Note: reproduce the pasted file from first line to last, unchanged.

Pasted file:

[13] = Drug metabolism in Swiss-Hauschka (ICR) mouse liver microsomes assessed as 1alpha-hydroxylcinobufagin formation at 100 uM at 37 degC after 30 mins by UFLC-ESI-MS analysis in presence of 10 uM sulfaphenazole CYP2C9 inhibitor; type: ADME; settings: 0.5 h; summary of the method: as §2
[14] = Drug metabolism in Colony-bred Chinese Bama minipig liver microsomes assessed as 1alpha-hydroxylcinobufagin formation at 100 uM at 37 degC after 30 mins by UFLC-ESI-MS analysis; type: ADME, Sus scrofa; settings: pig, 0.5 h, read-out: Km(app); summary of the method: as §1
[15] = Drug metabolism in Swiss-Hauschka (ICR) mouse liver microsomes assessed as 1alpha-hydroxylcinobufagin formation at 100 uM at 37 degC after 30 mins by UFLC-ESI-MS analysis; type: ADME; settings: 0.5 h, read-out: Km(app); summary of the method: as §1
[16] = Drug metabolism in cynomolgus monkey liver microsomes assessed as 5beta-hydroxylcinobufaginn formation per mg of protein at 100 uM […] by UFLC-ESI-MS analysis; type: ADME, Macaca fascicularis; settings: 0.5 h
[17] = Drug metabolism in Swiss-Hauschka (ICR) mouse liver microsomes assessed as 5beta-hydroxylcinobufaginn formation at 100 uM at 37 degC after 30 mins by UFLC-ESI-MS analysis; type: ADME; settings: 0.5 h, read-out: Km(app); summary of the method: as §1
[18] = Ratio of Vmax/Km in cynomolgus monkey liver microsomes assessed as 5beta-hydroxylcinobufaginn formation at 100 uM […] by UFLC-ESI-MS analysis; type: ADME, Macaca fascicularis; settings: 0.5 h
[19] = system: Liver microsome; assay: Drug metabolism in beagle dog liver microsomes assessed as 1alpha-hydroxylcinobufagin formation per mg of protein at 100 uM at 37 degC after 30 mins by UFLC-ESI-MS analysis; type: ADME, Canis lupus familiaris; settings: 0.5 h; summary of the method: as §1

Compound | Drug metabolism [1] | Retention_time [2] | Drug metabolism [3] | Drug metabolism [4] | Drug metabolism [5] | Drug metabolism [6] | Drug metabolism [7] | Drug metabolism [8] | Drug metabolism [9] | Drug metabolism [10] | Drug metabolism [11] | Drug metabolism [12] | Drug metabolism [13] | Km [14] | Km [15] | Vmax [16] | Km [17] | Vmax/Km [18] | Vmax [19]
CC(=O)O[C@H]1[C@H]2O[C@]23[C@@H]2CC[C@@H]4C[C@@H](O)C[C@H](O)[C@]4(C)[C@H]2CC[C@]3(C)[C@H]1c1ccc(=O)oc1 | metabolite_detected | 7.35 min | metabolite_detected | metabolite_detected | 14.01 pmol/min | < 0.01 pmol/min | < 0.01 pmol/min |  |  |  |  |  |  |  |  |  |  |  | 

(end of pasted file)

[13] = Drug metabolism in Swiss-Hauschka (ICR) mouse liver microsomes assessed as 1alpha-hydroxylcinobufagin formation at 100 uM at 37 degC after 30 mins by UFLC-ESI-MS analysis in presence of 10 uM sulfaphenazole CYP2C9 inhibitor; type: ADME; settings: 0.5 h; summary of the method: as §2
[14] = Drug metabolism in Colony-bred Chinese Bama minipig liver microsomes assessed as 1alpha-hydroxylcinobufagin formation at 100 uM at 37 degC after 30 mins by UFLC-ESI-MS analysis; type: ADME, Sus scrofa; settings: pig, 0.5 h, read-out: Km(app); summary of the method: as §1
[15] = Drug metabolism in Swiss-Hauschka (ICR) mouse liver microsomes assessed as 1alpha-hydroxylcinobufagin formation at 100 uM at 37 degC after 30 mins by UFLC-ESI-MS analysis; type: ADME; settings: 0.5 h, read-out: Km(app); summary of the method: as §1
[16] = Drug metabolism in cynomolgus monkey liver microsomes assessed as 5beta-hydroxylcinobufaginn formation per mg of protein at 100 uM […] by UFLC-ESI-MS analysis; type: ADME, Macaca fascicularis; settings: 0.5 h
[17] = Drug metabolism in Swiss-Hauschka (ICR) mouse liver microsomes assessed as 5beta-hydroxylcinobufaginn formation at 100 uM at 37 degC after 30 mins by UFLC-ESI-MS analysis; type: ADME; settings: 0.5 h, read-out: Km(app); summary of the method: as §1
[18] = Ratio of Vmax/Km in cynomolgus monkey liver microsomes assessed as 5beta-hydroxylcinobufaginn formation at 100 uM […] by UFLC-ESI-MS analysis; type: ADME, Macaca fascicularis; settings: 0.5 h
[19] = system: Liver microsome; assay: Drug metabolism in beagle dog liver microsomes assessed as 1alpha-hydroxylcinobufagin formation per mg of protein at 100 uM at 37 degC after 30 mins by UFLC-ESI-MS analysis; type: ADME, Canis lupus familiaris; settings: 0.5 h; summary of the method: as §1

Compound | Drug metabolism [1] | Retention_time [2] | Drug metabolism [3] | Drug metabolism [4] | Drug metabolism [5] | Drug metabolism [6] | Drug metabolism [7] | Drug metabolism [8] | Drug metabolism [9] | Drug metabolism [10] | Drug metabolism [11] | Drug metabolism [12] | Drug metabolism [13] | Km [14] | Km [15] | Vmax [16] | Km [17] | Vmax/Km [18] | Vmax [19]
CC(=O)O[C@H]1[C@H]2O[C@]23[C@@H]2CC[C@@H]4C[C@@H](O)C[C@H](O)[C@]4(C)[C@H]2CC[C@]3(C)[C@H]1c1ccc(=O)oc1 | metabolite_detected | 7.35 min | metabolite_detected | metabolite_detected | 14.01 pmol/min | < 0.01 pmol/min | < 0.01 pmol/min |  |  |  |  |  |  |  |  |  |  |  | 